Transition Letter

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The Transition Letter is a document outlining a legal understanding between the GNWT and the Deh Cho Bridge Corporation regarding the termination of the Concession Agreement and the winding down of the DCBC. Dated June 18, 2010, its provisions are agreed as backdated to March 31 (the Effective Date).

Main points

  • The Concession Agreement is terminated.
  • The GNWT takes over the DCBC's construction contract with Ruskin
  • The GNWT will pay for the negotiation, settlement or litigation of the pending claims by Atcon, Andrew Gamble, and Jivko Jivkov, and the DCBC will allow the GNWT to conduct these matters as it (the GNWT) sees fit. Although there are no other claims against the DCBC currently, any future claims will be handled in the same manner.
  • Any settlement amounts are still the responsibility of the DCBC. However, the GNWT will indemnify the officers, directors and shareholders against any claims, so those individuals (and the Dene/Metis organizations) won't be on the hook. There is an exception to this indemnity in cases of "wrongful, fraudulent or oppressive conduct".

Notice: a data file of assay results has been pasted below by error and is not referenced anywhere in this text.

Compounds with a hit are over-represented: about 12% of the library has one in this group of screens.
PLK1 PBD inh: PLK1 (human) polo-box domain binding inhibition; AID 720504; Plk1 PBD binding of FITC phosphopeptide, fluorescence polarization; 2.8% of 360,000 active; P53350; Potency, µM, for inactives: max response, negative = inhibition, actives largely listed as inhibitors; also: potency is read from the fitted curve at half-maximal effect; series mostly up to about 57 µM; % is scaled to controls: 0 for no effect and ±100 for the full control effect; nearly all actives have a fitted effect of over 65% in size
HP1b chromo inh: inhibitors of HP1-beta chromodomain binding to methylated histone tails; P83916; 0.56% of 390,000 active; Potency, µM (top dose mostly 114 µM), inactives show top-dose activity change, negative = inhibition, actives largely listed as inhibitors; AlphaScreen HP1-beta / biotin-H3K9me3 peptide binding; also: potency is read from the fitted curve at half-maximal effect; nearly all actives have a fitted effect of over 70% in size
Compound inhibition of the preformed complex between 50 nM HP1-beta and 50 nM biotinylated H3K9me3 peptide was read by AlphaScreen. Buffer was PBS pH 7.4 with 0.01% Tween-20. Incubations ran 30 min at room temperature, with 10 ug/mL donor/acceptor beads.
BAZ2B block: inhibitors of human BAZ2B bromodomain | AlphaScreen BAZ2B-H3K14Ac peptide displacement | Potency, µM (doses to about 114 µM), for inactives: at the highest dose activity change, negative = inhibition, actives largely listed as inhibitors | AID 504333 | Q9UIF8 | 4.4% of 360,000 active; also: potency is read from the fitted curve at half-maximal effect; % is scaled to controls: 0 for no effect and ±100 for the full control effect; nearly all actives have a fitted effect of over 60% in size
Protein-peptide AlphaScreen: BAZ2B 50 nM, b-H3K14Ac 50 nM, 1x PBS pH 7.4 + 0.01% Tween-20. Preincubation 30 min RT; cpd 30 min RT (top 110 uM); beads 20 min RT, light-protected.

• Any future expenditures by the DCBC are its own responsibility. Any future GST rebates belong to the GNWT, as well as any money in escrow with DFO, letters of credit or bonding with Atcon, Ruskin, etc, and basically any other financial assets associated with the bridge construction.
  • The DCBC does not get any Invested Equity amount returned to it, and has no other equity claims. If the federal government requires the DCBC to repay the original INAC contribution, the GNWT will be responsible for paying this money. The GNWT may, if it desires, arrange to repay Atcon, Gamble or Jivkov for their invested equity, as part of any settlement with them.
  • The DCBC and the GNWT will do as much as possible to untangle the DCBC from the bond arrangements, to enable the DCBC to be officially wound down in the future.
  • The bridge is transferred to the GNWT, on an "as-is" basis, along with all the design and intellectual property. The GNWT has the option of taking over the rights to any claims the DCBC might have against the bridge designers or others.
  • The DCBC gives up any potential claims against the GNWT or its contractors.

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